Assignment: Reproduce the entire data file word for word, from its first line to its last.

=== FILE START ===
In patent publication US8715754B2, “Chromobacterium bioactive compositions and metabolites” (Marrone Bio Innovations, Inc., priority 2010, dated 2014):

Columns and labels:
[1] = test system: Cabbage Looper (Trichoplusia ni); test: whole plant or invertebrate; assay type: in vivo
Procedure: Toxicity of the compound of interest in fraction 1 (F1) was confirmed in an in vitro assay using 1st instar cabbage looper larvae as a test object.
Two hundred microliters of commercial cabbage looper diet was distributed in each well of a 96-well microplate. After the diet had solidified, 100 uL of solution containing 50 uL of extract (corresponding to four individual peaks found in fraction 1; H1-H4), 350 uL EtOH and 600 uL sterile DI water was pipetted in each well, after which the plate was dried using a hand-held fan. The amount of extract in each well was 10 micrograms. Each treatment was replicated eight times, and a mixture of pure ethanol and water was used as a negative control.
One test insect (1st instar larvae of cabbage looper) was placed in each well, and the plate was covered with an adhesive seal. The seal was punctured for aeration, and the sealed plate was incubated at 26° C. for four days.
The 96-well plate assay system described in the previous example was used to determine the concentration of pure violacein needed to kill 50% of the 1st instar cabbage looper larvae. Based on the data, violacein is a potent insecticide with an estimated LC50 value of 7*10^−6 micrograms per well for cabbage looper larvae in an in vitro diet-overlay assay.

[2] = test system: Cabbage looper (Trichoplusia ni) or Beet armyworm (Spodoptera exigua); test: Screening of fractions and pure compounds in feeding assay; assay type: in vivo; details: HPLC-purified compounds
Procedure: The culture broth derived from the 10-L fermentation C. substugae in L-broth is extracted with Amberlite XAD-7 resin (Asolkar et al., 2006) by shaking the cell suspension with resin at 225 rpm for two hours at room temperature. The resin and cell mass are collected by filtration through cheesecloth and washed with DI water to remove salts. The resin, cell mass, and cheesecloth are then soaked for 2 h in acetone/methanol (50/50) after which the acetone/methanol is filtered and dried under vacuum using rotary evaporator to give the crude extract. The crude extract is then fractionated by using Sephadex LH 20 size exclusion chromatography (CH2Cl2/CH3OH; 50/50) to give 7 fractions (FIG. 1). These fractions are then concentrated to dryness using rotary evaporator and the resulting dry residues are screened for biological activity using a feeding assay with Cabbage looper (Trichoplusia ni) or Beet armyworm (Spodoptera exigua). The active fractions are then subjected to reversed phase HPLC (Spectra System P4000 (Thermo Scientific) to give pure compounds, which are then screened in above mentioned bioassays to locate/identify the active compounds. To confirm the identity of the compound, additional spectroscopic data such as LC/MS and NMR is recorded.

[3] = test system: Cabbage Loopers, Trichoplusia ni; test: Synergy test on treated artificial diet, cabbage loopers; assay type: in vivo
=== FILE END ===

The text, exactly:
In patent publication US8715754B2, “Chromobacterium bioactive compositions and metabolites” (Marrone Bio Innovations, Inc., priority 2010, dated 2014):

Columns and labels:
[1] = test system: Cabbage Looper (Trichoplusia ni); test: whole plant or invertebrate; assay type: in vivo
Procedure: Toxicity of the compound of interest in fraction 1 (F1) was confirmed in an in vitro assay using 1st instar cabbage looper larvae as a test object.
Two hundred microliters of commercial cabbage looper diet was distributed in each well of a 96-well microplate. After the diet had solidified, 100 uL of solution containing 50 uL of extract (corresponding to four individual peaks found in fraction 1; H1-H4), 350 uL EtOH and 600 uL sterile DI water was pipetted in each well, after which the plate was dried using a hand-held fan. The amount of extract in each well was 10 micrograms. Each treatment was replicated eight times, and a mixture of pure ethanol and water was used as a negative control.
One test insect (1st instar larvae of cabbage looper) was placed in each well, and the plate was covered with an adhesive seal. The seal was punctured for aeration, and the sealed plate was incubated at 26° C. for four days.
The 96-well plate assay system described in the previous example was used to determine the concentration of pure violacein needed to kill 50% of the 1st instar cabbage looper larvae. Based on the data, violacein is a potent insecticide with an estimated LC50 value of 7*10^−6 micrograms per well for cabbage looper larvae in an in vitro diet-overlay assay.

[2] = test system: Cabbage looper (Trichoplusia ni) or Beet armyworm (Spodoptera exigua); test: Screening of fractions and pure compounds in feeding assay; assay type: in vivo; details: HPLC-purified compounds
Procedure: The culture broth derived from the 10-L fermentation C. substugae in L-broth is extracted with Amberlite XAD-7 resin (Asolkar et al., 2006) by shaking the cell suspension with resin at 225 rpm for two hours at room temperature. The resin and cell mass are collected by filtration through cheesecloth and washed with DI water to remove salts. The resin, cell mass, and cheesecloth are then soaked for 2 h in acetone/methanol (50/50) after which the acetone/methanol is filtered and dried under vacuum using rotary evaporator to give the crude extract. The crude extract is then fractionated by using Sephadex LH 20 size exclusion chromatography (CH2Cl2/CH3OH; 50/50) to give 7 fractions (FIG. 1). These fractions are then concentrated to dryness using rotary evaporator and the resulting dry residues are screened for biological activity using a feeding assay with Cabbage looper (Trichoplusia ni) or Beet armyworm (Spodoptera exigua). The active fractions are then subjected to reversed phase HPLC (Spectra System P4000 (Thermo Scientific) to give pure compounds, which are then screened in above mentioned bioassays to locate/identify the active compounds. To confirm the identity of the compound, additional spectroscopic data such as LC/MS and NMR is recorded.

[3] = test system: Cabbage Loopers, Trichoplusia ni; test: Synergy test on treated artificial diet, cabbage loopers; assay type: in vivo